How To Write a Rejection Letter

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Anyone who works with freelance writers needs to be able to write a firm, yet friendly rejection letter.  Not all submissions are going to be right for your publication or web site.  Some may be quality pieces, but not right for your market or duplicate something you have published recently.

Writing a professional -- and kind -- rejection letter when you are not able to use a writer's work is important.  Just because you can't buy the work in question, you don't want to discourage the writer from ever contacting you again.  Also, writers talk, and you don't want to get a reputation for being difficult or mean.

To write a professional, yet firm rejection letter, consider the following points:

  1. Be professional.  When writing a rejection letter, use a formal business letter style with a greeting, body and closing.  Type the letter on your company's letterhead and sign it by hand; never handwrite a rejection letter.  Be sure to thank the person for submitting his work and maintain a friendly tone to the letter.
  2. Find something positive to say about the work. Be sure to say something nice about the submission.  Even though you can't use it, it may be excellent work.  If all else fails, praise the writer's enthusiasm.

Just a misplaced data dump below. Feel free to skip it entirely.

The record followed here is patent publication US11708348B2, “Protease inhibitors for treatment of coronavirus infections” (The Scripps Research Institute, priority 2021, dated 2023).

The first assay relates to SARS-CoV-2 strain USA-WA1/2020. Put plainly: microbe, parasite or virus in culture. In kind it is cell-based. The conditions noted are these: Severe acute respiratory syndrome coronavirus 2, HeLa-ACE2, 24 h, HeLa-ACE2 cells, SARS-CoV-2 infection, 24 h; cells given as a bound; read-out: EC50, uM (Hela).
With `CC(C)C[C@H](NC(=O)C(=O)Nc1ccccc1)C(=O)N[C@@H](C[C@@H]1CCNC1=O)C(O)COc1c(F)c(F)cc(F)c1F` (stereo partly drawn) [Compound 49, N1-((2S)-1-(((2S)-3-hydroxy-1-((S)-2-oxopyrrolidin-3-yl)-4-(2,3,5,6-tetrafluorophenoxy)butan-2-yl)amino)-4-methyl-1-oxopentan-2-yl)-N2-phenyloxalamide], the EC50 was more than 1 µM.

3. Be concise.  No one enjoys receiving a rejection letter.  Don't belabor the process by going on and on about why you can't use the submission.  Simply state the facts.
  4. State why you are rejecting the work, if possible.  If you can, tell the person why you can't use his submission.  Perhaps it's something you've just covered in a previous issue.  Maybe it's not quite on topic for your web site or magazine.  Maybe it needs to be longer (or shorter) or more specific (or more general).  Enclose your publication's writer's guidelines, if applicable.
  5. Leave open the possibility of future work, if possible. Any publication or web site that depends on freelance writers to fill its blank pages or space can't afford to alienate any writers.  Be sure to invite the writer to submit his work again.  If it makes sense, and if you have time, give suggestions as to what and when to submit in the future.

Writing a rejection letter is a necessary part of running a web site or a magazine.  What's important is to communicate that you are unable to accept the work without rejecting the person who wrote it.
 

 

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